Macka7 years ago
Is it possible to add a touch of solder to the pads after it has been stiched or will this damage the thread?
Hubiewan Macka5 years ago
Saw something on a "geek" website called wire glue.  It conducts electricity.
thinkgeek.com might be it.   Hubiewan
You can order wire glue from electronic goldmine online.
leahbuechley (author)  Macka7 years ago
unfortunately the silver coated thread burns easily, so soldering near it can be dicey. if you try it I recommend lots of flux, especially on the thread. out of curiosity, what do you want to solder? maybe you could do it before sewing?
I thought that might be the case. I was just thinking it might add a little more strength and guarantee a good connection between the thread and the pad. This is an excellent project, and the Lilypad system is perfect for it, just a little pricy, otherwise I'd certainly attempt this.
They sell conductive glues and epoxys. If you were worried about the connections you could always use that.
What about that solder paste, would that also do the trick? I spose it probably wouldnt be too much of a problem anyway.
triumphman5 years ago
Love to do this but, I don't have any of the techy stuff to program anything! I do have led projects  experience, ( LED lighted Frisbee) and LED lighted jewelery boxes. But thats as far as I ever got. No programing or Arduino experience.  Any way to get the stuff to just sew or glue it in to jackets? Thanks. Realy awesome though! Triumphman.
 An Arduino isn't necessary, but some sort of electronic knowledge will be helpful. I'm sure you can devise a simpler circuit by looking for designs on the internet. For example, you could have a basic blinker circuit, then have the switches for the blinkers in parallel to each other and in series with the blinker. You'd have a master switch for the whole circuit as well. 
silversony5 years ago
Hi Leah,

I have a question, I do a lot of cycling, and I have looked at and like your tutorial on your indicating system for cycles, however, I do have a serious question, can you not design an all in one package, which contains everything needed, to complete the job, I am sorry I am a newbie at this and have never programmed any thing like the lily pad, but I would love to be able to try and learn it.   I looked at your site o  many occasions, but I tend to come back to it, and dream of being able to do it.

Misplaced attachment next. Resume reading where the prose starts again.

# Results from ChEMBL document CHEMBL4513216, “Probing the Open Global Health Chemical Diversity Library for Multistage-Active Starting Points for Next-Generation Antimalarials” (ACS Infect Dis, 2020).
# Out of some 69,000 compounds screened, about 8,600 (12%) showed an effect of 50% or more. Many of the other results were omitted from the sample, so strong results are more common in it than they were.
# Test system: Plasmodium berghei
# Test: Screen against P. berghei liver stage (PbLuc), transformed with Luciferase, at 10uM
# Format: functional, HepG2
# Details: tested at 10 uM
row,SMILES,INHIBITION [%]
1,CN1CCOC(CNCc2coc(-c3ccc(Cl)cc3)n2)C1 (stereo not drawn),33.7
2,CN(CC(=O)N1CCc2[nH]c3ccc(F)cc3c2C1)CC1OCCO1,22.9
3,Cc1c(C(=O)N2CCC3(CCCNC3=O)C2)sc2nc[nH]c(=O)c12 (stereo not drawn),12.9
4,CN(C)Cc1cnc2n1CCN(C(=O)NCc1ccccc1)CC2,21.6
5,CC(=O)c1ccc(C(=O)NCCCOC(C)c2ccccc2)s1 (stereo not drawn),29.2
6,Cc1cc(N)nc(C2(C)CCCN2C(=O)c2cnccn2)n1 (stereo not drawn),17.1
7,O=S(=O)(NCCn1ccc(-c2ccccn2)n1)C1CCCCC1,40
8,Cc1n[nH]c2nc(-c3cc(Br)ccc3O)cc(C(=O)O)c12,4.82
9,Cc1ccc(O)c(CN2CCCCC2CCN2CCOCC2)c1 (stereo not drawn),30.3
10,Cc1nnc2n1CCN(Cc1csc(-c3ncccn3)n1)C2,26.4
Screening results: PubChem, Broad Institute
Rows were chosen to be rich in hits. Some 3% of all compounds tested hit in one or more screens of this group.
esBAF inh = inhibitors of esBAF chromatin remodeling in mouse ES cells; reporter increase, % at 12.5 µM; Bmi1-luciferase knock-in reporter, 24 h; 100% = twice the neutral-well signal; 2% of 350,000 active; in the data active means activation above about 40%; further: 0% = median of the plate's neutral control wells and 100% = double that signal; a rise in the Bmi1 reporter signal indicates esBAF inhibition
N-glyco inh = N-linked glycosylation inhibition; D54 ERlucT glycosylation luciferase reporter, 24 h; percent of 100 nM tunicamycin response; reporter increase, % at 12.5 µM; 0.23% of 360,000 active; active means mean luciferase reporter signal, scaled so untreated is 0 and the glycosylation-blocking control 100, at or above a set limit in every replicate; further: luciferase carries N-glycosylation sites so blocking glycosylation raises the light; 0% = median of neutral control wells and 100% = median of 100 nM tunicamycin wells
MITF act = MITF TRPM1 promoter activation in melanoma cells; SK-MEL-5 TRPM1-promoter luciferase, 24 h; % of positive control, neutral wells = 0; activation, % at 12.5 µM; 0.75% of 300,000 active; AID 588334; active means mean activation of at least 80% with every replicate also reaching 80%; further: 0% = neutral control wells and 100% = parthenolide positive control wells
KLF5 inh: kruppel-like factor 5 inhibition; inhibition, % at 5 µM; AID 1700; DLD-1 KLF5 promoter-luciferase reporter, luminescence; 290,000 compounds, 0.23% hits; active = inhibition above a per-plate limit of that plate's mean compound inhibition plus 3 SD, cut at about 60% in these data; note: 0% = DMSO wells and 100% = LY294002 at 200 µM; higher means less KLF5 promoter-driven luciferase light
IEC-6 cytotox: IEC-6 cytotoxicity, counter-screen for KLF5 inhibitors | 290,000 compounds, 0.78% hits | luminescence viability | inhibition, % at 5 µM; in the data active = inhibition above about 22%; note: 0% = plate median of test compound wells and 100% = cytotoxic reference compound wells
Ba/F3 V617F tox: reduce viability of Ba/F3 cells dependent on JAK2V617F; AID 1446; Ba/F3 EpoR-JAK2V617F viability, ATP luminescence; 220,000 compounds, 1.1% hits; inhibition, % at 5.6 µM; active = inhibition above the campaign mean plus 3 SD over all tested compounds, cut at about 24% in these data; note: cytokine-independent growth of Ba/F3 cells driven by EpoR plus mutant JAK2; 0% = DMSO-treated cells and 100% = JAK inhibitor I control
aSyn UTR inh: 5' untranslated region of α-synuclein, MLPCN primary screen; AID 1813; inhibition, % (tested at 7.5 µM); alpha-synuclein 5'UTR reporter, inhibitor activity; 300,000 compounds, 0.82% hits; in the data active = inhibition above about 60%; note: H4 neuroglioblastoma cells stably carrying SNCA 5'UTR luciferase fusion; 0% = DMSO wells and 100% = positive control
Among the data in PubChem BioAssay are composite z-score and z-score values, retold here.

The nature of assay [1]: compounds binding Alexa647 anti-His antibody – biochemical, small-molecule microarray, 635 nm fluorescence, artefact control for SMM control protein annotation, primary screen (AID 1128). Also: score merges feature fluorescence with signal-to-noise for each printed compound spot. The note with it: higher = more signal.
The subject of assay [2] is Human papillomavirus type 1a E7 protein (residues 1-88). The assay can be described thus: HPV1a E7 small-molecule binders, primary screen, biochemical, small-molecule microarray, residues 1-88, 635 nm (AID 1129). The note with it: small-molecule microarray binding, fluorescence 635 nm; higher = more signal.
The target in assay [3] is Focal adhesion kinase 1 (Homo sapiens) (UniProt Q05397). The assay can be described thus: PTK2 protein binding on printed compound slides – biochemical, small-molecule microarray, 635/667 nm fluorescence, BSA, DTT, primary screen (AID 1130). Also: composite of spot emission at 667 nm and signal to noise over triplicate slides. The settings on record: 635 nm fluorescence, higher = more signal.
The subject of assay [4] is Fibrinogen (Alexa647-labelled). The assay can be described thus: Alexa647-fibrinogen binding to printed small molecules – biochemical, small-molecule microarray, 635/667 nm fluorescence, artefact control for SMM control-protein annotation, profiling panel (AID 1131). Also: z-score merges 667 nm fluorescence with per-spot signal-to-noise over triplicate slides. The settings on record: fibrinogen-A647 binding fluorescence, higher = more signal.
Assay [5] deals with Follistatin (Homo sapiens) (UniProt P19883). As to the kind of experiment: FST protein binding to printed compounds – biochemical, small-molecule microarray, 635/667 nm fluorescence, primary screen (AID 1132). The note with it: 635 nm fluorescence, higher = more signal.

Any help would be most kind? 

Thanks, great tutorial Leah :-)
5ifty05 years ago
Hi there, fantastic tutorial! I'm hoping to use this with EL wire for a motorcycle bike jacket with a customized logo, with different parts flashing etc, so could you tell me - for the power supply would I use the Arduino's or the inverter's? Thanks.
exon335 years ago
I believe that car visibility from the rear would be enhanced if he arrows were placed on the shoulders--they would be higher and further apart.  And why not add a pair in the front for things coming at you?  Another consideration:  yellow going down the outer arms or side might help avoid a few side slams.

kachup5 years ago
I think people would pay for this, its far better than streathing out your arm when riding.
sergiuung5 years ago
Brilliant idea 5*
ShortedOut5 years ago